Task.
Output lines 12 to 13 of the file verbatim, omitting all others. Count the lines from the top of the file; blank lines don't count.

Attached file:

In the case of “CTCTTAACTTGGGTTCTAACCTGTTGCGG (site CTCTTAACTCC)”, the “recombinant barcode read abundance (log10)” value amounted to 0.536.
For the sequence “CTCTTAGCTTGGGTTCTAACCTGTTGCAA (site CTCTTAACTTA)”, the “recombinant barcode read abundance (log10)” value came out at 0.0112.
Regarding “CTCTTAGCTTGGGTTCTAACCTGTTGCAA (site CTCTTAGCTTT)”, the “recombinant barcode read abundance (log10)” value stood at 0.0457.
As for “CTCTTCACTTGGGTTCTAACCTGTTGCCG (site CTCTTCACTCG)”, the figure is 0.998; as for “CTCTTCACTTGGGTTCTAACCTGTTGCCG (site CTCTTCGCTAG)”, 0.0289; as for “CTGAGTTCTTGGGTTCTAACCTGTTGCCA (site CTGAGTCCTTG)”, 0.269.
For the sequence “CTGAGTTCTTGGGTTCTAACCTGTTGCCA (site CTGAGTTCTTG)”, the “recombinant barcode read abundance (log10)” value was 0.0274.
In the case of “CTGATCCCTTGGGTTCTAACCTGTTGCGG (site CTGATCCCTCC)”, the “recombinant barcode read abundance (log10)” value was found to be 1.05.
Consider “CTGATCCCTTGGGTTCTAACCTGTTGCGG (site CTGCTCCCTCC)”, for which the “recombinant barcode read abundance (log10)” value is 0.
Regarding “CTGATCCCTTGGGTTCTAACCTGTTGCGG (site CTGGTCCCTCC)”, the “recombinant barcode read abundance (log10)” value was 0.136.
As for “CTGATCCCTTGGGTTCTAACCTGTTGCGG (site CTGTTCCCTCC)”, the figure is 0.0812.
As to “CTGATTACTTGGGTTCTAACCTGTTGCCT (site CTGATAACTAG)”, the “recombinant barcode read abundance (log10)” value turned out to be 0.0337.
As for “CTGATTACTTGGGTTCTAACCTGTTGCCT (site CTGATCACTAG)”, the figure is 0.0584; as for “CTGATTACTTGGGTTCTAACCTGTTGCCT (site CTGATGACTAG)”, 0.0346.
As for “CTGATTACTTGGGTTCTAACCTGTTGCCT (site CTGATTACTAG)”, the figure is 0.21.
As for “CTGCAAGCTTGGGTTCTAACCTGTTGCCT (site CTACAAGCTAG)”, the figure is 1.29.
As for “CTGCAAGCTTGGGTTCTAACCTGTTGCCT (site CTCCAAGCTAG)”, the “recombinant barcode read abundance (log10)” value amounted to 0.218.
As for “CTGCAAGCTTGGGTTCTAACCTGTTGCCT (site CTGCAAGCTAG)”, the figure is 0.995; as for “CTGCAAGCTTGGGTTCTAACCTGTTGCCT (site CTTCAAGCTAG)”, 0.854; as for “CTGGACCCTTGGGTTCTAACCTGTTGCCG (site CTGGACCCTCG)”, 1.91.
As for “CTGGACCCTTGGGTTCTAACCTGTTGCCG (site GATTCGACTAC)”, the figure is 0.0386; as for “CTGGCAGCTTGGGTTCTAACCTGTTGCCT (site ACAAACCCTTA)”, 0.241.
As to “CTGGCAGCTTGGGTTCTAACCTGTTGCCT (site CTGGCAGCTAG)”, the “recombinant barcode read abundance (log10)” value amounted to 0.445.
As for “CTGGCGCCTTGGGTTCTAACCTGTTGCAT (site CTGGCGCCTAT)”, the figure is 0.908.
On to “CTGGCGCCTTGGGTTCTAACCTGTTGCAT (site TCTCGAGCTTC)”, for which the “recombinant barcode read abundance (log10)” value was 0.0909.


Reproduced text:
As for “CTGATTACTTGGGTTCTAACCTGTTGCCT (site CTGATTACTAG)”, the figure is 0.21.
As for “CTGCAAGCTTGGGTTCTAACCTGTTGCCT (site CTACAAGCTAG)”, the figure is 1.29.